Prescription drug abuse involves taking drugs that have been prescribed to another person, taking more drugs than you have been prescribed, or taking the drugs in a way other than you should- perhaps by chewing them when they should be swallowed. Individuals might abuse prescription drugs to get high, or because they are trying to stop feeling pain or to increase performance somehow.
Prescription drug abuse is illegal and dangerous. Prescription medications are the most commonly abused drugs after marijuana and alcohol. Prescription drugs are only safe if they are taken exactly as the doctor says. If you feel any problems while you are taking the drugs, you can tell your doctor and get help to adjust the prescription. If you take prescription drugs without the doctor’s approval, you are acting illegally and hurting yourself too.
Commonly abused prescription drugs are:
- Opioids (OxyContin, codeine, Vicodin, Percocet)
- Stimulants (Ritalin, Adderall)
- Depressants or Benzodiazepines (Xanax, Valium)
Signs and Symptoms or Prescription Drug Abuse
The symptoms caused by the abuse of prescription drugs vary according to what type of drug is being abused. Generally, they fall in line with the following broad categories:
Opioid abuse can cause feelings of drowsiness, stomachache, and constipation. When they are taken in combination with other medicines or in excessive amounts, they result in an inability to breathe, which sometimes causes a fatal overdose.
Stimulant abuse causes pressured thinking or movement, paranoia and an increased heart rate. Body temperature can increase to dangerous levels with the abuse of this drug. Often, people who abuse stimulants develop anxiety that someone or something is out to harm them.
Depressant abuse slows down motor function. Speech can become slurred and hard to understand, and a person will become uncoordinated and sleepy. Breathing becomes shallow and the results are fatal in some instances. 1
Taking drugs in a way that they are not prescribed to be taken can result in addiction. The following are common signs of dishonest prescription drug use and addiction:
- Asking for more prescriptions
- Making excuses to get more prescriptions
- Taking the prescriptions of family members or friends
- Taking a prescription after it is no longer needed
- Consuming prescriptions with alcohol or other drugs
- Spending large amounts of time thinking about the prescription
- Stealing or borrowing money to get prescription drugs
- Decreased interest in social activity
- Decreased manifestation of self-respect
- Increased irritability and angry outbursts
- Depressive moods and poor performance in responsibilities of daily life 2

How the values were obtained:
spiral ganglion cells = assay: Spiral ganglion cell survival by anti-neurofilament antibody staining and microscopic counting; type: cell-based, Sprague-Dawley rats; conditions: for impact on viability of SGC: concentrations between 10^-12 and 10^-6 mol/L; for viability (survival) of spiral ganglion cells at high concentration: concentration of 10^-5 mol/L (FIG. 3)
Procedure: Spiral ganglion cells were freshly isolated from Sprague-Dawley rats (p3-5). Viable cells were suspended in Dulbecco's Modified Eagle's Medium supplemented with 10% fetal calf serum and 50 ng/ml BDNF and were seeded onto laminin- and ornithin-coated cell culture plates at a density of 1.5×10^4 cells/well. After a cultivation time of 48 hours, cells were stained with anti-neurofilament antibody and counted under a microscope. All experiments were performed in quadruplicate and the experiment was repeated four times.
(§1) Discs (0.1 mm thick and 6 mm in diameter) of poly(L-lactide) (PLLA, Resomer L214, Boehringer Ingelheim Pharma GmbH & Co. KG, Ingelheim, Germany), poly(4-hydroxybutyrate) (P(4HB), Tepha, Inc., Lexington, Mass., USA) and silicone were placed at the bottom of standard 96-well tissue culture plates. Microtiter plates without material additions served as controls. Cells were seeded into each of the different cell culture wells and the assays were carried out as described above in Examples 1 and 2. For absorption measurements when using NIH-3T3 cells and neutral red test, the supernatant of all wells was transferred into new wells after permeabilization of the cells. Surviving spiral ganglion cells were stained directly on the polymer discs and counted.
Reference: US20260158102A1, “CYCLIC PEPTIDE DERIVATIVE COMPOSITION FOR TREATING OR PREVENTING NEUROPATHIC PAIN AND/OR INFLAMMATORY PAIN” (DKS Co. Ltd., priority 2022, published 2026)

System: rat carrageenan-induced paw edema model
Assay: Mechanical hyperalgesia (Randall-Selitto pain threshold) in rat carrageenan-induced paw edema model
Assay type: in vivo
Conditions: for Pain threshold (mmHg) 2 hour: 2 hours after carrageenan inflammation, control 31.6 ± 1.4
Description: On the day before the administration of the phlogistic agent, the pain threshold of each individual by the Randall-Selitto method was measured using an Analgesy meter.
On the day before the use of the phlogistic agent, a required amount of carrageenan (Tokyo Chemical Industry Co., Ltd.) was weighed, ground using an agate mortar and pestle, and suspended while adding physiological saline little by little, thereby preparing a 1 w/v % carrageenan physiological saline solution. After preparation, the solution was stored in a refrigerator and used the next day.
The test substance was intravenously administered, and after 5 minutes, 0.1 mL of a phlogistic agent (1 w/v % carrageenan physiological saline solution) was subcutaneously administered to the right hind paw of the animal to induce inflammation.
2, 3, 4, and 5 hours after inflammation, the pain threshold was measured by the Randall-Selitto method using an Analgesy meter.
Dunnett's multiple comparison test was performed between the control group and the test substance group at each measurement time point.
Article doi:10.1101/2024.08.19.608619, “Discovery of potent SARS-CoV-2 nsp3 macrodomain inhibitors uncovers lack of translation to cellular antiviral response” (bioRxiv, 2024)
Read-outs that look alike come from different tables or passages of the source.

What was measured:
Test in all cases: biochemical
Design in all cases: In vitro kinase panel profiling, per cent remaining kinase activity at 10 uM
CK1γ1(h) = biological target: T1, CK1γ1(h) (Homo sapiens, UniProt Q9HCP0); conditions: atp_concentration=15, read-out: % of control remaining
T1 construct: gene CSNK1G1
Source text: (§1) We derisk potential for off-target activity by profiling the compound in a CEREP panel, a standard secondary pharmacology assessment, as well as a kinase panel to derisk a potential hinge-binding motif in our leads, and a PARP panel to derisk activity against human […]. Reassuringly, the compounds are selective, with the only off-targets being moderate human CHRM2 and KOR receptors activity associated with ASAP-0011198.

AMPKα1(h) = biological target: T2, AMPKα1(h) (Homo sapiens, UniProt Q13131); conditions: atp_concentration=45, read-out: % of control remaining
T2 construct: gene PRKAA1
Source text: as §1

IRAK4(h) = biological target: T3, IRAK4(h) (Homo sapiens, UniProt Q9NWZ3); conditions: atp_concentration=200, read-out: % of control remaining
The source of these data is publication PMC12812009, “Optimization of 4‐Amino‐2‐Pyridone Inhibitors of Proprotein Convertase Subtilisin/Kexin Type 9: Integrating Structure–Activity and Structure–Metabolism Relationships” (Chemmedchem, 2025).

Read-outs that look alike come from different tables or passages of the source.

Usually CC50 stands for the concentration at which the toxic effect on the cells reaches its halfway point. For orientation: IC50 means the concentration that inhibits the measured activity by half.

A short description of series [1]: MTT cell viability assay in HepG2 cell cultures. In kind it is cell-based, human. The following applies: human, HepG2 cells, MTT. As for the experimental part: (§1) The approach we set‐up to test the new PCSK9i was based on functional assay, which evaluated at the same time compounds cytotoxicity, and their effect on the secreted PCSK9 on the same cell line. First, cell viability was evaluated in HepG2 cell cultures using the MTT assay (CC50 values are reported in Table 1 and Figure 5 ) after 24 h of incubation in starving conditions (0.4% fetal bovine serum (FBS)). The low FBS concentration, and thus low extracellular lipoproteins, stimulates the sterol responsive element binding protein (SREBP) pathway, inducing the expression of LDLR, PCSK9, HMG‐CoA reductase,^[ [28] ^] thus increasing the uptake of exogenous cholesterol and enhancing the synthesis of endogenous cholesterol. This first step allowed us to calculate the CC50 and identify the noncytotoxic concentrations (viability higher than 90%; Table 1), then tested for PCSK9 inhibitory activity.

Integrated Treatment for Prescription Drug Addiction
Some take prescription drugs to attempt to relieve physical or emotional pain. This pain is better treated by seeking professional treatment. When the addiction is treated, there is also major consideration given to the underlying causes that led to the addiction’s development in the first place. With treatment, the addicted person will learn to manage future pain and anxiety in a balanced way.
Prescription addiction does not heal emotional or physical anguish. It results in turmoil and a cycle of physical addiction that alters the thoughts and personality of the addict over the course of time. Acquiring and using the drugs might take priority over providing physically and emotionally for the family. Severe conflict and pressure in the family circle can be the sad result, sometimes resulting in violence or economic hardship. Treatment will include family problems and provide counseling that will help to restore healthy and loving relationships. The entire family is hurt by one person’s addiction- together, however, they can heal.
Prescription Drug Addiction and Co-occurring Mental Health Disorders
Sometimes, drug abuse results in the development of a mental health or personality disorder. Other times, substance abuse is the result of an uncomfortable mental health disorder. These mental health problems can be in the form of a depressive disorder, anxiety disorder, or some other sort of mental condition. In extreme cases, a person with a mental health disorder can be impossible to communicate with. Some might feel that the mental disorder and addiction are too inter-complicated to treat successfully. However, teams of specialists are trained to do just that. Actually, as one disorder is healed, the co-occurring disorders generally improve alongside. In a safe and loving way, mental health disorders and substance abuse disorders will be decoded and treated at the same time.
Support for Prescription Drug Addiction
Prescription drug addiction must not be left untreated. If you have questions regarding your own use of prescription drugs, talk openly to the doctor who prescribes them to you. If you are suspicious that someone in your family is taking prescriptions unwisely, closely monitor all prescriptions that come in and out of the home. Inpatient and outpatient treatment can heal addiction.
1. National Institute on Drug Abuse for Teens. “Prescription Drugs.” Found online 2/16/16 at: https://teens.drugabuse.gov/drug-facts/prescription-drugs.
2. Mayo Clinic. Prescription Drug Abuse. Symptoms. Found online 2/16/16 at: http://www.mayoclinic.org/diseases-conditions/prescription-drug-abuse/basics/symptoms/con-20032471.